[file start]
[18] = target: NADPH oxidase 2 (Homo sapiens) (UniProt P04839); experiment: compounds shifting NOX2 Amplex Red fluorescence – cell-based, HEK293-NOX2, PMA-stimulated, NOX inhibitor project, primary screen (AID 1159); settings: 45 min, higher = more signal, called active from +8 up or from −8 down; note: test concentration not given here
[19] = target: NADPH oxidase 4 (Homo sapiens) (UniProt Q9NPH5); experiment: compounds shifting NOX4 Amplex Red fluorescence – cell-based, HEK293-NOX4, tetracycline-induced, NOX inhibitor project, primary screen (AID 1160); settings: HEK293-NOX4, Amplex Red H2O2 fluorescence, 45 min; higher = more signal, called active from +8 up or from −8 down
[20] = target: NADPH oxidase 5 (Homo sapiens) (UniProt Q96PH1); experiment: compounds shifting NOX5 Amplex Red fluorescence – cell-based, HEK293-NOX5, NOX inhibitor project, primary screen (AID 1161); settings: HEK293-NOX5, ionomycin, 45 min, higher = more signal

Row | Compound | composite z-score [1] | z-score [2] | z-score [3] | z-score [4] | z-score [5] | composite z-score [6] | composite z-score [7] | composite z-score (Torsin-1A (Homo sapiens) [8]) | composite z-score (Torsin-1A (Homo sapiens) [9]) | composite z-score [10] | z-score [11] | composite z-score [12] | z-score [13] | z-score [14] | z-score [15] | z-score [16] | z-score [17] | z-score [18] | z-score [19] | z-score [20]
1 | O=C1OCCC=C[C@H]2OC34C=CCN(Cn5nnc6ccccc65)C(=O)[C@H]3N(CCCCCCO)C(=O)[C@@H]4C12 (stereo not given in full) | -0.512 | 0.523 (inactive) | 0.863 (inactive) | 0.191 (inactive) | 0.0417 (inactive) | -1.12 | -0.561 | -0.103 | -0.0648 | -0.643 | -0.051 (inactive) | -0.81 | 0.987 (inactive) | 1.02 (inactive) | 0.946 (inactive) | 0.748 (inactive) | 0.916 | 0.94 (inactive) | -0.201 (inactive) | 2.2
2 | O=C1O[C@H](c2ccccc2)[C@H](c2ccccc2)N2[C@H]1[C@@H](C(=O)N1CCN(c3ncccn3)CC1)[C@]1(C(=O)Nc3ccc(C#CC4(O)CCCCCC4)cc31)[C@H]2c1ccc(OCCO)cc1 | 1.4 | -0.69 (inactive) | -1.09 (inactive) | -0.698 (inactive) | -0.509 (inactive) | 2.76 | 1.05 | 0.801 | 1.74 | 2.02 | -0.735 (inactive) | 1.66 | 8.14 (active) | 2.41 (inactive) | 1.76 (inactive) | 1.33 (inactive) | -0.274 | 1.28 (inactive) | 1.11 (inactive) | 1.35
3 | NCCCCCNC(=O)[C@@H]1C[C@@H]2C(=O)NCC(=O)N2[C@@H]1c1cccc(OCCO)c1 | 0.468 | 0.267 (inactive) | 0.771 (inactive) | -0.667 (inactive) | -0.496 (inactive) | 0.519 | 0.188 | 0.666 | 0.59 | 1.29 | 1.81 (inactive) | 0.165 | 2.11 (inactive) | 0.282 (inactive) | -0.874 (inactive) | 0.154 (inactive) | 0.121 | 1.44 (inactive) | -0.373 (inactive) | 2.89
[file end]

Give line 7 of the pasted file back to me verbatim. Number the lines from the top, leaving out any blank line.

3 | NCCCCCNC(=O)[C@@H]1C[C@@H]2C(=O)NCC(=O)N2[C@@H]1c1cccc(OCCO)c1 | 0.468 | 0.267 (inactive) | 0.771 (inactive) | -0.667 (inactive) | -0.496 (inactive) | 0.519 | 0.188 | 0.666 | 0.59 | 1.29 | 1.81 (inactive) | 0.165 | 2.11 (inactive) | 0.282 (inactive) | -0.874 (inactive) | 0.154 (inactive) | 0.121 | 1.44 (inactive) | -0.373 (inactive) | 2.89